On the occasion of USCG participation at Posidonia this month, Rear Adm. John Nadeau, assistant commandant for prevention policy, shares his view on at the role of the regulator in the maritime industry’s environmental footprint, mostly in the context of ballast water management regulations. Mr. Nadeau noted that regulators must always be mindful of the need to facilitate commerce, and do their best not to impede it.
Regulations are in response to mandates from our publicly elected officials, international obligations, and demands from industry and the public. They provide the certainty needed for investment and innovation, and level the playing field to promote fair competition and free market solutions.
- Regulators must work in coordination with industry, academia and science, interagency partners, and public and international counterparts to develop risk-based performance standards that provide industry flexibility in compliance strategies.
- Regulators must focus on practical implementation and measured enforcement, particularly for new regulations.
- Regulators must have a fully informed common sense approach to development and implementation to manage risk in an increasingly complex Marine Transportation System.
With respect to BWM, as an area of intense focus in the industry over the last months, Mr. Nadeau noted that vessel owners and operators must focus on compliance.
In the past, we were more generous about issuing extensions because we were aware that the availability of these systems was limited. However, we now have 7 type approved systems, with more on the way, that we believe address a range of vessel needs and operations. For that reason, the issuance of extensions will be much more limited to only those cases where despite the best efforts of the owner or operator, compliance is not yet possible but a strategy has been developed to meet the requirements. Extension requests must demonstrate that the owner or operator has thoroughly evaluated the existing type approved systems and other compliance methods and found them to be inadequate.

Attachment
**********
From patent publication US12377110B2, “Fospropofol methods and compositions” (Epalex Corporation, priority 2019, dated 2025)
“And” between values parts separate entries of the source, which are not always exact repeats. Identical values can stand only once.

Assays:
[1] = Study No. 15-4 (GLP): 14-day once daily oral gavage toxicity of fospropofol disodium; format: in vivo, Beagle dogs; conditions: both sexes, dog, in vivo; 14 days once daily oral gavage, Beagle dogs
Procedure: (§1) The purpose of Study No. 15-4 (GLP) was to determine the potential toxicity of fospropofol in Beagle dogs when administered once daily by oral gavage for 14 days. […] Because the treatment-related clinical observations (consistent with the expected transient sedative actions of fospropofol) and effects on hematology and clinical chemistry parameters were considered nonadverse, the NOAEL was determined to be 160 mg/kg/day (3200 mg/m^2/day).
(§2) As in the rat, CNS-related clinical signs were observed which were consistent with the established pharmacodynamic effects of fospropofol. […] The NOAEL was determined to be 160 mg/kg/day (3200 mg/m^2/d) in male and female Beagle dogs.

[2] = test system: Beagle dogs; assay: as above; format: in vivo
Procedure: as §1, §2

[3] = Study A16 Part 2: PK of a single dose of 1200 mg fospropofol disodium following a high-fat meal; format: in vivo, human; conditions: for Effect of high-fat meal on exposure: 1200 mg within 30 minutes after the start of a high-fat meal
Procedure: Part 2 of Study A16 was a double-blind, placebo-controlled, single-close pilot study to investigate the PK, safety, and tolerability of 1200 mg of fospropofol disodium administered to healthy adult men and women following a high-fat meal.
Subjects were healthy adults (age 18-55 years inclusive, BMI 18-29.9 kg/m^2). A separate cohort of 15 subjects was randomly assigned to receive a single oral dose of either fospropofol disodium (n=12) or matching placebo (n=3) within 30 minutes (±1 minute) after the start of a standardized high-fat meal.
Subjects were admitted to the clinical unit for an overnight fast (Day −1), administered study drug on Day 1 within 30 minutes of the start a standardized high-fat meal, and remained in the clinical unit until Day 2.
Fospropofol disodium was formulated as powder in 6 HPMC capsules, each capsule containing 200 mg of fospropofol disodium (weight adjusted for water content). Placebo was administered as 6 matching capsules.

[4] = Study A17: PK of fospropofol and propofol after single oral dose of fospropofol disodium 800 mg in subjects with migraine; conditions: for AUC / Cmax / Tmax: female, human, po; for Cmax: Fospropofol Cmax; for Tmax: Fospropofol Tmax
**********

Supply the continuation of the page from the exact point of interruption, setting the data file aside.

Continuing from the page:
In 2017, he added, Port State Control examiners documented 220 BWM deficiencies, mostly related to incomplete record keeping, lack of a sufficient ballast water management plan, or discharge of untreated ballast water.
We are fully aware that ballast water management has been and will continue to be a tough pill to swallow. However, we have tried to maintain flexibility while ensuring compliance with the regulations, and we will continue to do so.
Concluding, Mr. Nadeau stressed that, as the industry is by far the most efficient means of transporting goods, this trend of increasing focus on environmental standards is not going to subside soon.
We have been working on reducing air emissions and managing ballast water for three decades, but we are not done. Increasing stakeholder expectations will continue to place pressure on flag states and the maritime industry to reduce the environmental footprint of shipping…We should all recall that the cornerstone of environmental compliance is a good safety management system. There must be procedures, planning, and training in place to ensure success and compliance.